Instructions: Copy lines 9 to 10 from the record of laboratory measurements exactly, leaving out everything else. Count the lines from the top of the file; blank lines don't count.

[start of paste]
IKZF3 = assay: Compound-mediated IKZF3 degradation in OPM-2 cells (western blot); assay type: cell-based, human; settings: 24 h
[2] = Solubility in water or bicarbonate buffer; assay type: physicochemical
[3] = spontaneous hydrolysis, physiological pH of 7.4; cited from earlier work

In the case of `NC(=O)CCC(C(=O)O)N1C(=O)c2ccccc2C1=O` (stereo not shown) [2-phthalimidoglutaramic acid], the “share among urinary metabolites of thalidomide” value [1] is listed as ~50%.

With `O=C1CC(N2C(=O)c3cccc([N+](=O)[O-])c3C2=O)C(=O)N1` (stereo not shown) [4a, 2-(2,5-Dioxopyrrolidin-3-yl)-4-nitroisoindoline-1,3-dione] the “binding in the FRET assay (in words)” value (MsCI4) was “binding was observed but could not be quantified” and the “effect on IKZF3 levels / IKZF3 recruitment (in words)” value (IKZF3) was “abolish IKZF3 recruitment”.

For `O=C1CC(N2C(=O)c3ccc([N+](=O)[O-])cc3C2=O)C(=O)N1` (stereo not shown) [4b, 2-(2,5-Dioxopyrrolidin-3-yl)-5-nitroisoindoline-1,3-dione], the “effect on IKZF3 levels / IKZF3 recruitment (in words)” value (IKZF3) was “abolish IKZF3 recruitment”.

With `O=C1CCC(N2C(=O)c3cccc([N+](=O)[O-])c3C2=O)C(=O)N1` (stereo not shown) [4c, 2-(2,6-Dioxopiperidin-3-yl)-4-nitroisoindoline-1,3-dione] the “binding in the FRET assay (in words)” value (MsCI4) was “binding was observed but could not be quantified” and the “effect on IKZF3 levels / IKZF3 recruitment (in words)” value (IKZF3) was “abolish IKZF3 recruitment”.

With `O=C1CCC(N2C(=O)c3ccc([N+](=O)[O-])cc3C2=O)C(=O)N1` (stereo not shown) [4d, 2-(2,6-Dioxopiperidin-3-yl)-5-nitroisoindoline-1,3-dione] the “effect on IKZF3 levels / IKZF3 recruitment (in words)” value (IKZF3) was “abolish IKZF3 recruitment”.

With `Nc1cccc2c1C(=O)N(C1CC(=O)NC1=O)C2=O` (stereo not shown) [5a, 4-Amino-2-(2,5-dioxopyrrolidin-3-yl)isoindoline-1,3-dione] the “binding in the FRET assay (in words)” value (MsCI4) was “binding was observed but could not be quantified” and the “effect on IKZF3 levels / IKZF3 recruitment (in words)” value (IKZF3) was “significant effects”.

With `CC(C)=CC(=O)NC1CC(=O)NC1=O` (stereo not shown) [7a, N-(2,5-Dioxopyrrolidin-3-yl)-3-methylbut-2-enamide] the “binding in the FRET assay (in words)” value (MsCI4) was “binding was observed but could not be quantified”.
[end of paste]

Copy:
With `Nc1cccc2c1C(=O)N(C1CC(=O)NC1=O)C2=O` (stereo not shown) [5a, 4-Amino-2-(2,5-dioxopyrrolidin-3-yl)isoindoline-1,3-dione] the “binding in the FRET assay (in words)” value (MsCI4) was “binding was observed but could not be quantified” and the “effect on IKZF3 levels / IKZF3 recruitment (in words)” value (IKZF3) was “significant effects”.

With `CC(C)=CC(=O)NC1CC(=O)NC1=O` (stereo not shown) [7a, N-(2,5-Dioxopyrrolidin-3-yl)-3-methylbut-2-enamide] the “binding in the FRET assay (in words)” value (MsCI4) was “binding was observed but could not be quantified”.